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  • Roland TD-12 Electronic Drumkit

    By hcadmin |

    Special Delivery


    by Billy Amendola



    • Mesh heads provide accurate and realistic playing surface
    • Much improved V-11 V-Hat
    • 22" ride is “odd man out” in this family
    • Larger snare pad


    Roland has addressed the pricing issue somewhat by upgrading their mid-priced TD-8 V-Stage kit with a lot of the same features offered in the high-end TD-20, and thus creating the new TD-12. Okay, let’s keep it  realistic: For half the size and cost, you can’t get everything you want. But with the TD-12, you do get your money’s worth—and then some.


    To Have And Have Not

    One of the features not brought to the TD-12 from its big brother is separate  outputs, which are essential if you want control over every drum individually  for recording. Instead, the TD-12 offers two stereo mixes and two individual  outputs. This means you’ll have to spend a little time inside the module working  out the levels before recording. As an example, you could internally balance the  three toms, then group them all on one output fader.


    5318ee7e71985.jpg.3358dbddc82fa3ea62ddd4b717afbe1d.jpgThe TD-12 provides 560 drum instruments and 262 backing instruments for  play-along sequences, all in a smaller, more affordable package than the TD-20.  (To hear some of those sounds, go to www.moderndrummer.com.) I personally found  some of the TD-12’s upgraded sounds cooler and more usable than those found in  the TD-20.


    The usual V-Drum sonic package is all here, from authentic acoustic sets to  ultra-modern electronic kits. You can customize your snare drum, toms, bass  drum, and cymbals with the modeling-based V-Editing function. On the kick and  snare you can change shell depth, head type, tuning, muffling, shell material,  and strainer adjustment. On the toms you can also edit shell depth, head type,  head tuning, and muffling. And for that “ultra-realistic” quality, you can even add snare buzz. When it comes to cymbal sounds, you can alter size, sizzle type, and sustain.


    The TD-12 is also brush-compatible, with sounds and sensitivity that make  such a feature practical. Plus it includes what Roland calls the Expressive  Interval Control feature for accurate snare and ride/crash cymbal playing. This  function varies the sound in natural ways, based on the speed of stroke  repetition. As with previous V models, there are ambience parameters including  room size, type, and shape, as well as mic’ position.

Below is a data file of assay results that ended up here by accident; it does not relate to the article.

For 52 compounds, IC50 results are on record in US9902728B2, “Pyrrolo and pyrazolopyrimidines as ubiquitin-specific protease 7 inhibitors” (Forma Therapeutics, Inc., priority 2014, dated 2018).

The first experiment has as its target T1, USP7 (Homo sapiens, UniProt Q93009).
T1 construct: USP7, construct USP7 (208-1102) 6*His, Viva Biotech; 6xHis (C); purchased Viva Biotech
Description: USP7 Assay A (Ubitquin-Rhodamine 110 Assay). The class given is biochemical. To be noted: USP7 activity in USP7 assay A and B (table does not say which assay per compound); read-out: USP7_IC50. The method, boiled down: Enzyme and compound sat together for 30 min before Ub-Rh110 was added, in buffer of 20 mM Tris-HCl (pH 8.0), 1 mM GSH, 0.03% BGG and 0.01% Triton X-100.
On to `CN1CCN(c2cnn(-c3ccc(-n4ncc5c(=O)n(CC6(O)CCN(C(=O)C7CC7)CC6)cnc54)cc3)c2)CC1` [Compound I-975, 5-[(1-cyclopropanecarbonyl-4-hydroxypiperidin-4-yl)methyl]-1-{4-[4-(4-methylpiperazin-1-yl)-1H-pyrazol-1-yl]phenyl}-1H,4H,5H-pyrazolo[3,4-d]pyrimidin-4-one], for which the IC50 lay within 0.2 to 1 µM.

What You Hit

    The drum pads on the TD-12 come equipped with Remo’s now-legendary mesh  heads. These pads have kept Roland at the top of the field since they first  introduced V-Drums. They’re comfortable to play on, virtually silent, and as  realistic as can be with every stroke.


    The VH-11 hi-hat is a major improvement on the TD-12. And the best news is:  It’s compatible with the TD-10, TD-20, TD-8, and TD-6. The new hat now comes  with only one pad (a top-moveable playing surface). Underneath is a motion  sensor unit that stays attached to your traditional hi-hat stand. When I checked  it out, it was accurate on every beat. As far as I’m concerned it’s the closest  Roland has come to accurately simulating an acoustic hi-hat.


    If you’re accustomed to playing the TD-8, you’re sure to love the upgrade  features that have been incorporated into the TD-12—especially the new, larger  10" PD-105 snare pad. On the other hand, if you’re used to playing on the TD-10  or TD-20, you may need to adapt to the TD-12’s smaller 8" tom pads. Speaking of  pads, I’d recommend eventually adding two more pads to the TD-12, one for an  additional crash and one to trigger your sequencer. As it’s designed now, the  size of the TD-12 is ideal for small gigs or recording situations. It takes no  time at all to pack it up, get it in the car, and re-set it up at a club or  studio.


    Bottom Line

    Electronic kits in general are great for songwriting, for home recording, and  especially for practice situations. With this in mind, it seems like there’s a Roland kit for everybody. The new TD-12, in particular, delivers lots of  high-end features without an unattainably high-end price tag.



    • TD-12 Electronic Drumkit $4,299
    • Includes TD-12 sound module, one 10" PD-105 dual-trigger V-Pad, three 8"  PD-85 dual-trigger V-Pads, one 11" VH-11 V-Hi-Hat, two 12" CY-12R/C  dual/three-way trigger V-Cymbal Ride/Crash units, one KD-85 V-Kick trigger pad,  and an MDS-12 V-Stage series stand with cables. (Bass drum pedal, snare stand,  and hi-hat stand not included.)


    (800) 386-7575, www.rolandus.com

    ©  2006 MODERN DRUMMER Publications, Inc. All rights reserved.
    Reproduction  without the permission of the publisher is prohibited.

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